5 Encourage your child to take short breaks when they get stuck
6 If kids are struggling to stay focused, try turning it into a
game. Use a timer and challenge them to see how much they can get
done in five or 10 minutes.
7 Its important to encour-age them to try to make some effort
before you pitch in and help. Read instruc-
tions and get them to articu-late what they need to do first
before you walk away.
8 Resist taking over the assignment. You want it to be a true
reflection of your childs ability. Teachers know when they are
getting a parents work the qual-ity is very different.
9 If your child just isnt understanding a sub-ject, send a note
back to the
teacher explaining the diffi-culty so you can work togeth-er to
help your child through the challenging tasks.
10 Praise is import-ant. Make sure your child knows they have
done a good job when they com-plete their work to the best of their
ability. Keep it posi-tive as they go off to bed to set them up for
success the next day.
10ways to manage homeworkMichelle WilliaMsFor Metro
One way to improve grades is to set up space to do homework in
your home and make sure you have all the materials you need on hand
to complete the daily school tasks. Dmitry KalinovsKy/colourbox
bacK toschoolThursday, August 22, 2013
20 metronews.caThursday, August 22, 2013back to school
For as little as $13 a year, your child is covered for all
accidents at school, home or play.
1-800-665-8990 [email protected] TOLL FREE: EmaiL:
While pens and pencils never seem to go out of style, the
student in your
life can get an up-per hand on their class-room educa-tion with
the help of a few gadgets.
Here are some of the best bets for a high-tech edu-cation this
Vtech InnoTab 3S $109.99A tablet for youngsters to call their
own. The durable In-noTab 3S comes preloaded with kid-friendly apps
for a fun learn-ing experience. Kids can create and play their own
videos, MP3s and even surf the web on the kid-safe browser.
Rec-ommended for children ages three to nine.
Apple iPod Touch $229 and upAccess tens of
thousands of apps, ideal for the
classroom. Your iPod can become anything from a scientific
calculator to a language translator.
Games and music are an add-ed bonus for those students who have
to endure lengthy bus rides to and from school. If you want a
larger screen, the iPad or iPad Mini are more great choices.
Sky Wi-Fi Smartpen $199.99Perfect for classes where students
must take dictated notes. This smart pen re-cords everything you
hear, say, write or draw. Want to go back and hear what your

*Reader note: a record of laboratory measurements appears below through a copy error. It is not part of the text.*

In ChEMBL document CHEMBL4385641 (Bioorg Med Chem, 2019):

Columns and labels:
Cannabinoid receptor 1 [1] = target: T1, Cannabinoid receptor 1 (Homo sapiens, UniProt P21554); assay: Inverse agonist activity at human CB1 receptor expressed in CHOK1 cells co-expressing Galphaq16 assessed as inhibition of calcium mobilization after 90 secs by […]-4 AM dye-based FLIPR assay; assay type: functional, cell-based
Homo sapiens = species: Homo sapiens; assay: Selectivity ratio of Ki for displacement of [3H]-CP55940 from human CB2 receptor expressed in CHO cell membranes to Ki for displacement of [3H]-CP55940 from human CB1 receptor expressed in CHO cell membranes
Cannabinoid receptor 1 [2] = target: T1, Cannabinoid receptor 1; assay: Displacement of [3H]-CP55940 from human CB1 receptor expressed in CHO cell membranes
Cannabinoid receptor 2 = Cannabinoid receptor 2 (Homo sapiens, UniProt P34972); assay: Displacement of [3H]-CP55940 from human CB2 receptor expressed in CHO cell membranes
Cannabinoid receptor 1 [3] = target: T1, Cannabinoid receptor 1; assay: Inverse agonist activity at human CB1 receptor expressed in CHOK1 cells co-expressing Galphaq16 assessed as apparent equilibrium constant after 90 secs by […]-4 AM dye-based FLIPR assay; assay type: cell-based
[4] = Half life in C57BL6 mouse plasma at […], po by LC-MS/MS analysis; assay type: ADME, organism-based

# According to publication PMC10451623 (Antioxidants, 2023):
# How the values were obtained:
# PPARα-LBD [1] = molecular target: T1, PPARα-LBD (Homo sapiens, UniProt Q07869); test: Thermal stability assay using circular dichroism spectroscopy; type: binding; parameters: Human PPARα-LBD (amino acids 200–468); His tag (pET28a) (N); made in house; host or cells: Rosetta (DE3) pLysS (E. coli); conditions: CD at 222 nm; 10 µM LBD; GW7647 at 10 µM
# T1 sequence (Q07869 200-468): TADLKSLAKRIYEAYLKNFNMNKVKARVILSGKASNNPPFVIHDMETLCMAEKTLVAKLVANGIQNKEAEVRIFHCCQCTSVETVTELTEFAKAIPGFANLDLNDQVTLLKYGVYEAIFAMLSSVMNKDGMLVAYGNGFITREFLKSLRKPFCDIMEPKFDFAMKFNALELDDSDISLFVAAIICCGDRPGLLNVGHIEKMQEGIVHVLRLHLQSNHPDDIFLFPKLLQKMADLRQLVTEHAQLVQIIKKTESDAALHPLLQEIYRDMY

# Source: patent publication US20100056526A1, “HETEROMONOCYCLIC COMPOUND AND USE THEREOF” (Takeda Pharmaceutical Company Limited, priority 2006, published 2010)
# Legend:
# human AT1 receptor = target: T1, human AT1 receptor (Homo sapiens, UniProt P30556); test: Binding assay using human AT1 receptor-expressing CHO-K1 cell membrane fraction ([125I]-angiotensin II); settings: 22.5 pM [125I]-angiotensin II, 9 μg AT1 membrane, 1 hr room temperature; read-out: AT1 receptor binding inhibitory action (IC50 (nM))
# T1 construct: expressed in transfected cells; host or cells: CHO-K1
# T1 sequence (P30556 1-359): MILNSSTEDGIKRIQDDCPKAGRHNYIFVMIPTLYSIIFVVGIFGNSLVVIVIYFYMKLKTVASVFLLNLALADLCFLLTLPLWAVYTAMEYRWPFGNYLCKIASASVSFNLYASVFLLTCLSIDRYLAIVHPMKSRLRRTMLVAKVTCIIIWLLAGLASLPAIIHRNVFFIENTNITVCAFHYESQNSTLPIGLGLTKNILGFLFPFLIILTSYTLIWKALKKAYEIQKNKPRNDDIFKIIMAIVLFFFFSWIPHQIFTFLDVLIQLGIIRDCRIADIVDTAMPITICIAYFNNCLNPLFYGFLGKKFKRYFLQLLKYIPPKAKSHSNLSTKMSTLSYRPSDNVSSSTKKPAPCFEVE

teacher said in class? Sim-
ply tap a word on the page and the pen will replay what was said
at that exact mo-ment in time. Writ-ten notes can also be
transferred to computer or tab-let. (livescribe.com).
Moleskin Evernote Smart Notebook $29.99
Everything w r i t t e n in this n o t e -
book can easily be transformed into digital notes thanks to
smart stickers embedded in the pages. Just take a photo of the page
with your smart-phone and you can transfer your notes to your
laptop or tablet. (moleskin.com).
Samsung Chromebook $269.99An easy to use, light-weight,
budget-friend-ly laptop that boots in as little as eight seconds.
Chrome-books use Googles
C h r o m e o p e r a t i n g system and are designed for web
con-n e c t i v i t y . All of your homework, emails and
assignments are stored online using G o o g l e s
c loud s e r -
vices. This means you have access to
your work anywhere , as long as
you have I n t e r n e t
c o n n e c -t i o n .
C h r o m e -b o o k s
r e q u i r e I n t e r n e t
connectivity to be useful, so make sure your childs school has
widely accessable Wi-Fi before considering a Chromebook.
Sony Xperia Z $149.95 with two-year contractLeaking drink boxes
water bottles can cre-ate a real mess in a backpack. Your
homework may get soggy, but Sonys Xperia Z smartphone can withstand
even the wettest conditions. It is water- and dust-re-sistant,
w h i c h means it can be tossed into a backpack with little
fear. The five-inch HD dis-play is perfect for accessing tens of
thou-sands of apps that students will no doubt use only for
homework purposes and not games. (Bell.ca).
Kindle Fire HD $214 and upMake reading a little more fun. The
Kindle Fire HD doubles as an eRead-er and tablet. Not only can you
ac-cess more than one million titles from Amazons li-brary, you an
also download some of the most popular Android apps. The best
the par-e n t a l
c o n t r o l s that allows
you to limit the amount of
time your kids play games or use
apps on the device, en-suring homework gets done.
Powerbag $128Carry everything you